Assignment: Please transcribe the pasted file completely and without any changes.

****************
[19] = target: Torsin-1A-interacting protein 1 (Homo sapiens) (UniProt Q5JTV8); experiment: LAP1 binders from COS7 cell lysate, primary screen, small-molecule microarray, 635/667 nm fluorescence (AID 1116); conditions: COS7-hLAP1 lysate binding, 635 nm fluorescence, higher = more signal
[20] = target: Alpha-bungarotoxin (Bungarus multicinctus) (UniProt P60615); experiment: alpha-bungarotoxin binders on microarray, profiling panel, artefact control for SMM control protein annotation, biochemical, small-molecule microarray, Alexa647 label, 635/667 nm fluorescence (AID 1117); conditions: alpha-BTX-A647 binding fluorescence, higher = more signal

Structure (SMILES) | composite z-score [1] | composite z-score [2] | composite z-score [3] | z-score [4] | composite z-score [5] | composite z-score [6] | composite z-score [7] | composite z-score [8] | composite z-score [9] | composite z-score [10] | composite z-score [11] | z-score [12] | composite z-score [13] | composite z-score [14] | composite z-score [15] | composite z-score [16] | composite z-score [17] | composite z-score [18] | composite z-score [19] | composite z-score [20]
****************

[19] = target: Torsin-1A-interacting protein 1 (Homo sapiens) (UniProt Q5JTV8); experiment: LAP1 binders from COS7 cell lysate, primary screen, small-molecule microarray, 635/667 nm fluorescence (AID 1116); conditions: COS7-hLAP1 lysate binding, 635 nm fluorescence, higher = more signal
[20] = target: Alpha-bungarotoxin (Bungarus multicinctus) (UniProt P60615); experiment: alpha-bungarotoxin binders on microarray, profiling panel, artefact control for SMM control protein annotation, biochemical, small-molecule microarray, Alexa647 label, 635/667 nm fluorescence (AID 1117); conditions: alpha-BTX-A647 binding fluorescence, higher = more signal

Structure (SMILES) | composite z-score [1] | composite z-score [2] | composite z-score [3] | z-score [4] | composite z-score [5] | composite z-score [6] | composite z-score [7] | composite z-score [8] | composite z-score [9] | composite z-score [10] | composite z-score [11] | z-score [12] | composite z-score [13] | composite z-score [14] | composite z-score [15] | composite z-score [16] | composite z-score [17] | composite z-score [18] | composite z-score [19] | composite z-score [20]